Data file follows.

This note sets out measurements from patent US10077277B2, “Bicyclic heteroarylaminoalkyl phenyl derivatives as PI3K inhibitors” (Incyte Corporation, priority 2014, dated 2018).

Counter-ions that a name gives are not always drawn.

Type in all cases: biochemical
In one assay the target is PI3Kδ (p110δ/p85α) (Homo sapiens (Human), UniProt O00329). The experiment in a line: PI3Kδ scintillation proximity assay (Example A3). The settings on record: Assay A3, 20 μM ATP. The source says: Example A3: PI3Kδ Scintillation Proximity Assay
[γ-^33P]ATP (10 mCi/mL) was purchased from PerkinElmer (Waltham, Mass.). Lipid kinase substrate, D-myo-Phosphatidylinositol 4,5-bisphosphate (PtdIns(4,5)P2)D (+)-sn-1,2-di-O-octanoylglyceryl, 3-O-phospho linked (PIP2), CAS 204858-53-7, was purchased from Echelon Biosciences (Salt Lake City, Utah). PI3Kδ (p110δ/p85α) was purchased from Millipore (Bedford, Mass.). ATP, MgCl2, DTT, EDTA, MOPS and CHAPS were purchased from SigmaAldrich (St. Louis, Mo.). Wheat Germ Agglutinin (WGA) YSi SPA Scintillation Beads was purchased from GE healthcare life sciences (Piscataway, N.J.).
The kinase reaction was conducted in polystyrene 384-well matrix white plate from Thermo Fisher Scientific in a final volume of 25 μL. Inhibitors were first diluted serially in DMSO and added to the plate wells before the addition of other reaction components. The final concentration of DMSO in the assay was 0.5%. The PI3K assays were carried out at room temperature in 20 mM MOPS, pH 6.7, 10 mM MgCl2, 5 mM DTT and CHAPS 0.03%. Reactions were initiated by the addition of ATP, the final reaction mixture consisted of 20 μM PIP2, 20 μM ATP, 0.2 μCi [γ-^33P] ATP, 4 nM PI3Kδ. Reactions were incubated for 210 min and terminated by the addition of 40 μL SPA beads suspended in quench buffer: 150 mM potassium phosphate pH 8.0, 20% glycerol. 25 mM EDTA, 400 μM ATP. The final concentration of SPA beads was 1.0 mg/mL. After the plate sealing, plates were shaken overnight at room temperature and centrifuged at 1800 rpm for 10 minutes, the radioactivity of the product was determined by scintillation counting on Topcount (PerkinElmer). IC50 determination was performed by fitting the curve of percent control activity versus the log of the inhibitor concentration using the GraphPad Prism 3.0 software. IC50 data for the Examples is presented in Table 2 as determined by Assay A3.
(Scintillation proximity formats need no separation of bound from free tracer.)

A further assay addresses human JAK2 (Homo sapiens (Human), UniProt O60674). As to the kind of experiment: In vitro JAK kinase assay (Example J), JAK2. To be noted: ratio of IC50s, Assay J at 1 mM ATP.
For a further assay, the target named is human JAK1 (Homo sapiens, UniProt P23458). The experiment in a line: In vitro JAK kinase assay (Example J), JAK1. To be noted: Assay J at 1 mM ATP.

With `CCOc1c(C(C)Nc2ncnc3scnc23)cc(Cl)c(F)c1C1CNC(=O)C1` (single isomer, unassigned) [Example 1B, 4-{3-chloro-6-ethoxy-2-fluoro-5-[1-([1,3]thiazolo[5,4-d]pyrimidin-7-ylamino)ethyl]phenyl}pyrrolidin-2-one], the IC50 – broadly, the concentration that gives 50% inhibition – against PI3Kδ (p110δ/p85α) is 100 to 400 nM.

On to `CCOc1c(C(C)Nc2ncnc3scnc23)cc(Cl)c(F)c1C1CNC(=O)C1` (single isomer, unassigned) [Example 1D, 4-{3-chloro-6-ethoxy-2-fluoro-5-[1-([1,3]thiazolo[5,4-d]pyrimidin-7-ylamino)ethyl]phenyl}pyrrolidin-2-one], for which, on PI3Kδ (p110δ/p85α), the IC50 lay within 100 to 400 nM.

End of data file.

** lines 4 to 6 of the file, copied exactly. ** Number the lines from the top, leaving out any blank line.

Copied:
In one assay the target is PI3Kδ (p110δ/p85α) (Homo sapiens (Human), UniProt O00329). The experiment in a line: PI3Kδ scintillation proximity assay (Example A3). The settings on record: Assay A3, 20 μM ATP. The source says: Example A3: PI3Kδ Scintillation Proximity Assay
[γ-^33P]ATP (10 mCi/mL) was purchased from PerkinElmer (Waltham, Mass.). Lipid kinase substrate, D-myo-Phosphatidylinositol 4,5-bisphosphate (PtdIns(4,5)P2)D (+)-sn-1,2-di-O-octanoylglyceryl, 3-O-phospho linked (PIP2), CAS 204858-53-7, was purchased from Echelon Biosciences (Salt Lake City, Utah). PI3Kδ (p110δ/p85α) was purchased from Millipore (Bedford, Mass.). ATP, MgCl2, DTT, EDTA, MOPS and CHAPS were purchased from SigmaAldrich (St. Louis, Mo.). Wheat Germ Agglutinin (WGA) YSi SPA Scintillation Beads was purchased from GE healthcare life sciences (Piscataway, N.J.).
The kinase reaction was conducted in polystyrene 384-well matrix white plate from Thermo Fisher Scientific in a final volume of 25 μL. Inhibitors were first diluted serially in DMSO and added to the plate wells before the addition of other reaction components. The final concentration of DMSO in the assay was 0.5%. The PI3K assays were carried out at room temperature in 20 mM MOPS, pH 6.7, 10 mM MgCl2, 5 mM DTT and CHAPS 0.03%. Reactions were initiated by the addition of ATP, the final reaction mixture consisted of 20 μM PIP2, 20 μM ATP, 0.2 μCi [γ-^33P] ATP, 4 nM PI3Kδ. Reactions were incubated for 210 min and terminated by the addition of 40 μL SPA beads suspended in quench buffer: 150 mM potassium phosphate pH 8.0, 20% glycerol. 25 mM EDTA, 400 μM ATP. The final concentration of SPA beads was 1.0 mg/mL. After the plate sealing, plates were shaken overnight at room temperature and centrifuged at 1800 rpm for 10 minutes, the radioactivity of the product was determined by scintillation counting on Topcount (PerkinElmer). IC50 determination was performed by fitting the curve of percent control activity versus the log of the inhibitor concentration using the GraphPad Prism 3.0 software. IC50 data for the Examples is presented in Table 2 as determined by Assay A3.